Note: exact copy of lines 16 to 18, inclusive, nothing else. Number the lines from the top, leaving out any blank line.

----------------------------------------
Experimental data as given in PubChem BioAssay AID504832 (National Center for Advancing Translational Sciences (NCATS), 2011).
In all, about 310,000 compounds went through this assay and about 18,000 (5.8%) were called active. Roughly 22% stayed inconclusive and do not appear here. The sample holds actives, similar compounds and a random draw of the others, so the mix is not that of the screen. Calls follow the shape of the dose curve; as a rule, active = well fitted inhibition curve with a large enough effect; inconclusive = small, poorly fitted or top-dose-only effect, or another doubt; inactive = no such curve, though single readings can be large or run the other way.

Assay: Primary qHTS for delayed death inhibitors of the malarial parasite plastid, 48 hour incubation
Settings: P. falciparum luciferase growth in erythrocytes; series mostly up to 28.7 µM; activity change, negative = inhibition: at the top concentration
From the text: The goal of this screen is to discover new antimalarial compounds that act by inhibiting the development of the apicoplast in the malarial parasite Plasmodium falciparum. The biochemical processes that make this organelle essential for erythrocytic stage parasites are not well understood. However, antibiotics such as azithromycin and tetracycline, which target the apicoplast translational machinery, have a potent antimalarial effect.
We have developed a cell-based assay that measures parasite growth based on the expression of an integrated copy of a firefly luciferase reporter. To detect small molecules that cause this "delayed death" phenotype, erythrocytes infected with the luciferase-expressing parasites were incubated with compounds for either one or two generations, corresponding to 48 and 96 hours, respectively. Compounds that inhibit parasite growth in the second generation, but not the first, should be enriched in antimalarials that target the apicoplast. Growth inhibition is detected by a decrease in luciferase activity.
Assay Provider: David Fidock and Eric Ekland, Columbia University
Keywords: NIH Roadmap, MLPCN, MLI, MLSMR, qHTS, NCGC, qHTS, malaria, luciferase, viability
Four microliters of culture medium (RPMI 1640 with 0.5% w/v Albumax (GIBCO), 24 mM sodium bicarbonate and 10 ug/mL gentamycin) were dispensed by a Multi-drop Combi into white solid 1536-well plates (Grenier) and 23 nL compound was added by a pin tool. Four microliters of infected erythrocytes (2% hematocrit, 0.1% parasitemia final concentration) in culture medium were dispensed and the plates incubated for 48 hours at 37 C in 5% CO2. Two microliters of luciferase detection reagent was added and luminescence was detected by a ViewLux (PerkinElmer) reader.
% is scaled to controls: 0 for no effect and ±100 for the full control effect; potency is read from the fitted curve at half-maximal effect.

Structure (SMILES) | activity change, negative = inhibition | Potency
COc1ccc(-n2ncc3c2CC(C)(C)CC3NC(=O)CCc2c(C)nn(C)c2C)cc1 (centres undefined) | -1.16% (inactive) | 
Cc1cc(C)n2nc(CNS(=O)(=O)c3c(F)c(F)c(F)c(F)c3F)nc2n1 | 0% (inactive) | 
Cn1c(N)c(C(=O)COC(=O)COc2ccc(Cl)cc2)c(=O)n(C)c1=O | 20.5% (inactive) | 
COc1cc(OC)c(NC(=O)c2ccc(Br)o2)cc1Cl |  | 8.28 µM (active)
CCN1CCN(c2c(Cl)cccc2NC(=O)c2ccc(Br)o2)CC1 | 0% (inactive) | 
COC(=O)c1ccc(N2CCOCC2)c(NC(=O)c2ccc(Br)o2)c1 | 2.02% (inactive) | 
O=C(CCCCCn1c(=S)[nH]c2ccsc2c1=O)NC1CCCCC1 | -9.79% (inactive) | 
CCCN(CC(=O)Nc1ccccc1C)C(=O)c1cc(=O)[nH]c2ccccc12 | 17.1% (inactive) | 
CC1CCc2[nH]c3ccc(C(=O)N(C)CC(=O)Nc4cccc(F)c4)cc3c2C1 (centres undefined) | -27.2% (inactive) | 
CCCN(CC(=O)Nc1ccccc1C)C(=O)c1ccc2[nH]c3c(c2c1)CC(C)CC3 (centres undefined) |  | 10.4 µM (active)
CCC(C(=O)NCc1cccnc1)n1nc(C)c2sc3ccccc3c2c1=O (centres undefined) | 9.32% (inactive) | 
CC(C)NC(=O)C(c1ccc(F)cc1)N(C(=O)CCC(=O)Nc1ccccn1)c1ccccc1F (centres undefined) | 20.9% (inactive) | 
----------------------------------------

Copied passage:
CCN1CCN(c2c(Cl)cccc2NC(=O)c2ccc(Br)o2)CC1 | 0% (inactive) | 
COC(=O)c1ccc(N2CCOCC2)c(NC(=O)c2ccc(Br)o2)c1 | 2.02% (inactive) | 
O=C(CCCCCn1c(=S)[nH]c2ccsc2c1=O)NC1CCCCC1 | -9.79% (inactive) | 